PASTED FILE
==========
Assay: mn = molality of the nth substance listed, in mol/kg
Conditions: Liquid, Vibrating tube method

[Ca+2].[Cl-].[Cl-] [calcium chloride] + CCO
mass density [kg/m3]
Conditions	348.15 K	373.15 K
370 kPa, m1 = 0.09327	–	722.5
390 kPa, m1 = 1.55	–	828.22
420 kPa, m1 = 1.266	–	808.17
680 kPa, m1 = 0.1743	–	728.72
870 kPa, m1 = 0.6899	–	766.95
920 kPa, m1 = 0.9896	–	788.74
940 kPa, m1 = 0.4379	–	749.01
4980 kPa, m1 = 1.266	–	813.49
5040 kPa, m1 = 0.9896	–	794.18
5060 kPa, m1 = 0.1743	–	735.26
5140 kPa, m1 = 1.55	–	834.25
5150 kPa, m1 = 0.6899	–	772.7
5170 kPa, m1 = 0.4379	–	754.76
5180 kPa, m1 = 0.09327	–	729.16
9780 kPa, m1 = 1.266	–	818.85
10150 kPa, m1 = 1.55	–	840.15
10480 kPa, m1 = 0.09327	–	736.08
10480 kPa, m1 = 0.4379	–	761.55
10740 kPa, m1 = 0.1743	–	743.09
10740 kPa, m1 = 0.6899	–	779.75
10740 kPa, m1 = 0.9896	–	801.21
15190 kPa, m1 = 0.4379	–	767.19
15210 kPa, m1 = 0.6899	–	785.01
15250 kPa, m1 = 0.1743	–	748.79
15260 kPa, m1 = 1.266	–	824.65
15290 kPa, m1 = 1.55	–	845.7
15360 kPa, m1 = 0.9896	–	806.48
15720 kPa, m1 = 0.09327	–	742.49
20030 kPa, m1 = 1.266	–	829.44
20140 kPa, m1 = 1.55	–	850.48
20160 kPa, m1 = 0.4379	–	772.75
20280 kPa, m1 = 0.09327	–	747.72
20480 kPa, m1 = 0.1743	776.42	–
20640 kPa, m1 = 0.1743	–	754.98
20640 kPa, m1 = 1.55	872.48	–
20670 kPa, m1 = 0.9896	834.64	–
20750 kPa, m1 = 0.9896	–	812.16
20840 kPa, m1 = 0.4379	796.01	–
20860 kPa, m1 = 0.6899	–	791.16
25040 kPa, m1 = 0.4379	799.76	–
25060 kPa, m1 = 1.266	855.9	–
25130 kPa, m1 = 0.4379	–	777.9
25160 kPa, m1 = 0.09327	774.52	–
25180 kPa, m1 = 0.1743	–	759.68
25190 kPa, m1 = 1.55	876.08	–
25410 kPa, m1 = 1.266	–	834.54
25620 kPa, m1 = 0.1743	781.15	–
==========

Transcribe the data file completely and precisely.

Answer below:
Assay: mn = molality of the nth substance listed, in mol/kg
Conditions: Liquid, Vibrating tube method

[Ca+2].[Cl-].[Cl-] [calcium chloride] + CCO
mass density [kg/m3]
Conditions	348.15 K	373.15 K
370 kPa, m1 = 0.09327	–	722.5
390 kPa, m1 = 1.55	–	828.22
420 kPa, m1 = 1.266	–	808.17
680 kPa, m1 = 0.1743	–	728.72
870 kPa, m1 = 0.6899	–	766.95
920 kPa, m1 = 0.9896	–	788.74
940 kPa, m1 = 0.4379	–	749.01
4980 kPa, m1 = 1.266	–	813.49
5040 kPa, m1 = 0.9896	–	794.18
5060 kPa, m1 = 0.1743	–	735.26
5140 kPa, m1 = 1.55	–	834.25
5150 kPa, m1 = 0.6899	–	772.7
5170 kPa, m1 = 0.4379	–	754.76
5180 kPa, m1 = 0.09327	–	729.16
9780 kPa, m1 = 1.266	–	818.85
10150 kPa, m1 = 1.55	–	840.15
10480 kPa, m1 = 0.09327	–	736.08
10480 kPa, m1 = 0.4379	–	761.55
10740 kPa, m1 = 0.1743	–	743.09
10740 kPa, m1 = 0.6899	–	779.75
10740 kPa, m1 = 0.9896	–	801.21
15190 kPa, m1 = 0.4379	–	767.19
15210 kPa, m1 = 0.6899	–	785.01
15250 kPa, m1 = 0.1743	–	748.79
15260 kPa, m1 = 1.266	–	824.65
15290 kPa, m1 = 1.55	–	845.7
15360 kPa, m1 = 0.9896	–	806.48
15720 kPa, m1 = 0.09327	–	742.49
20030 kPa, m1 = 1.266	–	829.44
20140 kPa, m1 = 1.55	–	850.48
20160 kPa, m1 = 0.4379	–	772.75
20280 kPa, m1 = 0.09327	–	747.72
20480 kPa, m1 = 0.1743	776.42	–
20640 kPa, m1 = 0.1743	–	754.98
20640 kPa, m1 = 1.55	872.48	–
20670 kPa, m1 = 0.9896	834.64	–
20750 kPa, m1 = 0.9896	–	812.16
20840 kPa, m1 = 0.4379	796.01	–
20860 kPa, m1 = 0.6899	–	791.16
25040 kPa, m1 = 0.4379	799.76	–
25060 kPa, m1 = 1.266	855.9	–
25130 kPa, m1 = 0.4379	–	777.9
25160 kPa, m1 = 0.09327	774.52	–
25180 kPa, m1 = 0.1743	–	759.68
25190 kPa, m1 = 1.55	876.08	–
25410 kPa, m1 = 1.266	–	834.54
25620 kPa, m1 = 0.1743	781.15	–